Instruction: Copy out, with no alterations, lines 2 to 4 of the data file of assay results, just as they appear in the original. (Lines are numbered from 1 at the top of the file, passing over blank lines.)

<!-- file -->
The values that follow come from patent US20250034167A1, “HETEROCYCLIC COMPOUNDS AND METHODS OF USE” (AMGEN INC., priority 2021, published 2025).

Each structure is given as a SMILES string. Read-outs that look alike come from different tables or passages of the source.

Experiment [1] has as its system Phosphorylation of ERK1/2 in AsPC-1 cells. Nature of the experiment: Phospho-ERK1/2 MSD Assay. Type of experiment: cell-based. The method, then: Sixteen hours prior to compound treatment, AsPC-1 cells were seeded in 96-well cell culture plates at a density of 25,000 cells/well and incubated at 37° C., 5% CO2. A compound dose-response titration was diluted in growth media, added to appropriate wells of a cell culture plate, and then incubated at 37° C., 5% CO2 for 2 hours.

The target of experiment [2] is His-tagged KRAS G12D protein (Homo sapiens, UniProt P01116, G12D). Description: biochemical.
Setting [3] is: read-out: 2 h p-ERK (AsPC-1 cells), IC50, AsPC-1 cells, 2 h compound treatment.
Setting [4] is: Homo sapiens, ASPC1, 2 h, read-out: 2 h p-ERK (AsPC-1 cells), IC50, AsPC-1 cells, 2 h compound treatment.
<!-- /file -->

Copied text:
Each structure is given as a SMILES string. Read-outs that look alike come from different tables or passages of the source.

Experiment [1] has as its system Phosphorylation of ERK1/2 in AsPC-1 cells. Nature of the experiment: Phospho-ERK1/2 MSD Assay. Type of experiment: cell-based. The method, then: Sixteen hours prior to compound treatment, AsPC-1 cells were seeded in 96-well cell culture plates at a density of 25,000 cells/well and incubated at 37° C., 5% CO2. A compound dose-response titration was diluted in growth media, added to appropriate wells of a cell culture plate, and then incubated at 37° C., 5% CO2 for 2 hours.

The target of experiment [2] is His-tagged KRAS G12D protein (Homo sapiens, UniProt P01116, G12D). Description: biochemical.